system, judges, defense attorneys. >> the police, all of us. >> with three decades of alive lost, griffin is discovering the changes the years cap bring, cell phones, cars that give directions and he's question the system that seemed determined to kill him. >> me and a lot of other people have been used as stepping stones to broaden people's careers, like who is he? he's nothing to me, but he can help me get where i'm trying to go. so, he's just a pawn in a big game, pawns are sacrificed. >> griffin is now suing the system that cost him three decades of life, but the odds are long. prosecutors are immune from lawsuits and few challenges succeed. oh i go, kansasty, missouri. >> we consider now further this culture of conviction. we turn to alex simpson, associate director with the
california in sense project at the california western school of law. appreciate you're being with us. you know, we talked to in john henry's piece about this notion of prosecutors, judges and all society being in some way complicit in what happens here when there are wrongful prosecutions and wrongful convictions. i wonder, we want to be convinced there's that the system is fair, the right people are found, convicted and sentenced appropriately. why doesn't that happen? >> well, i think there's a number of different reasons why people might be wrongfully convicted and why prosecutors or police, any investigative agencies might want to get a conviction, and sometimes what that means is that pressure can cause people to get the wrong conviction, and that's what happened in this case. when you're talking about a criminal prosecution, that's sometimes one of worst things that can happen in society. you have a lot of people very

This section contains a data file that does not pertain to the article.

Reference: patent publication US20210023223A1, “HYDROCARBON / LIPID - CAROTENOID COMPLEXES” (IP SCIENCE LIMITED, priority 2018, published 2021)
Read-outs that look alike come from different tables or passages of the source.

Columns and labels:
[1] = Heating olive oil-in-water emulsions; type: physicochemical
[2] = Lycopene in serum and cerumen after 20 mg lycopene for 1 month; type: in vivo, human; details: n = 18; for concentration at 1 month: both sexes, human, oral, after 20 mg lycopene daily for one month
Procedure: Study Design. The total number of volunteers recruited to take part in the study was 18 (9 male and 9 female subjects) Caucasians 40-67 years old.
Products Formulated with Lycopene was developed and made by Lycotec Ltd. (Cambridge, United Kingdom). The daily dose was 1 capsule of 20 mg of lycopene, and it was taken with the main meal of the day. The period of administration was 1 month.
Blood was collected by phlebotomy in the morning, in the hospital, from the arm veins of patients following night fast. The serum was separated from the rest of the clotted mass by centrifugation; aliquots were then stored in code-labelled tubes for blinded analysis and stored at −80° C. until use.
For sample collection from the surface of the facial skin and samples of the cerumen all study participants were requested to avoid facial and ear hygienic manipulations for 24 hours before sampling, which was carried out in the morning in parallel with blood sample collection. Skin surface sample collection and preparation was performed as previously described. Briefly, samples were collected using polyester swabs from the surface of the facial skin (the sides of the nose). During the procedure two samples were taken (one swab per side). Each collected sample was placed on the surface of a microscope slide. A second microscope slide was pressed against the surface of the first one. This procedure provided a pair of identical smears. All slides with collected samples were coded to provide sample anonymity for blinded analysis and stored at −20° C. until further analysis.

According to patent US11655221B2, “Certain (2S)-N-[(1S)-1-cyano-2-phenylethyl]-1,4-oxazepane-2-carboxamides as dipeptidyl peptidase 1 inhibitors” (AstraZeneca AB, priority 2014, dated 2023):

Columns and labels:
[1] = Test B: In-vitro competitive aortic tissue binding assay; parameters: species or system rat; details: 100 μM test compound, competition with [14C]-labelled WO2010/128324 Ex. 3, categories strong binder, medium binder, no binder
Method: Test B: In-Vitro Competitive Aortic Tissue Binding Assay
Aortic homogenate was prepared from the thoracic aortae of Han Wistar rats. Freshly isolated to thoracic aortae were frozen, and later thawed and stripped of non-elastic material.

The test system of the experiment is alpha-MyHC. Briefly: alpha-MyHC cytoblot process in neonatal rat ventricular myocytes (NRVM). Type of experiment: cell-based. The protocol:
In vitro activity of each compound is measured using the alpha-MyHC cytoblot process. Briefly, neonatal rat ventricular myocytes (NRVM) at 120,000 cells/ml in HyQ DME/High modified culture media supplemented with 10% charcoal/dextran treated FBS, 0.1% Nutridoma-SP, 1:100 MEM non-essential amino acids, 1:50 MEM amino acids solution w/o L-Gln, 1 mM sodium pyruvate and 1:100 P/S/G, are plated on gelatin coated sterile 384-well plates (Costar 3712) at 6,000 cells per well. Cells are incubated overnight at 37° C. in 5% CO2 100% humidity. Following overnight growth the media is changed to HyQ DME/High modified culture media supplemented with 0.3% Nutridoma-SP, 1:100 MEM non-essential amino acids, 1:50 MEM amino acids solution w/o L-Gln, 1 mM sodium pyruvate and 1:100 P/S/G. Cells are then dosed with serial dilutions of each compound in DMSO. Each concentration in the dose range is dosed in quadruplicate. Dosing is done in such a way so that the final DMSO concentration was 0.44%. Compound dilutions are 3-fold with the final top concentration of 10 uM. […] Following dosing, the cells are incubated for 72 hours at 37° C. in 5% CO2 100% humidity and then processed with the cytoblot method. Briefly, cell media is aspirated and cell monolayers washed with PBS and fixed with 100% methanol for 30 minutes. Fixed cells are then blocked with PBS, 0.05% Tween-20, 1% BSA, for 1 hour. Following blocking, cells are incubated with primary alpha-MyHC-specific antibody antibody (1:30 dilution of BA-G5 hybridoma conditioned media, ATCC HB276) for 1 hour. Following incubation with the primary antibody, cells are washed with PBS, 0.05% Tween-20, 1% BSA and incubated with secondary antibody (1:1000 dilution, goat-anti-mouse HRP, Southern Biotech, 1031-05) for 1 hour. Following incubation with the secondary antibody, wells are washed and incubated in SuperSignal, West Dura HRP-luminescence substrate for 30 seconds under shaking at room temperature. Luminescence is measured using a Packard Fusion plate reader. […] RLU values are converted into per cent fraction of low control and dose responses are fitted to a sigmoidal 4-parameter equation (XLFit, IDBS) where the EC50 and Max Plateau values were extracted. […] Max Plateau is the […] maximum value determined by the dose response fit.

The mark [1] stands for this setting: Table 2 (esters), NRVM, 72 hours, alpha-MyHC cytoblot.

interested injustice, and in having somebody pay for whatever crime's been committed. i think, you know, prosecutors are fallible just like anybody else is fallible. that's one of the things about being human is you want to please people who are--who have been wronged. >> the decades of d.n.a. evidence and these cases where people are finally found to be innocent after years of incarceration, after many people have been on the death penalty and then exonerated at a later point, has this at all changed the public perception about how justice is meted out particularly when we're talking about the ultimate penalty? >> you know, i think it's a good question. i don't know how much the death penalty conversation has changed as a result of wrongful convictions. i think that it's a lot easier of a conversation to have. you know, you hope that in a death penalty case that people actually, you know, are being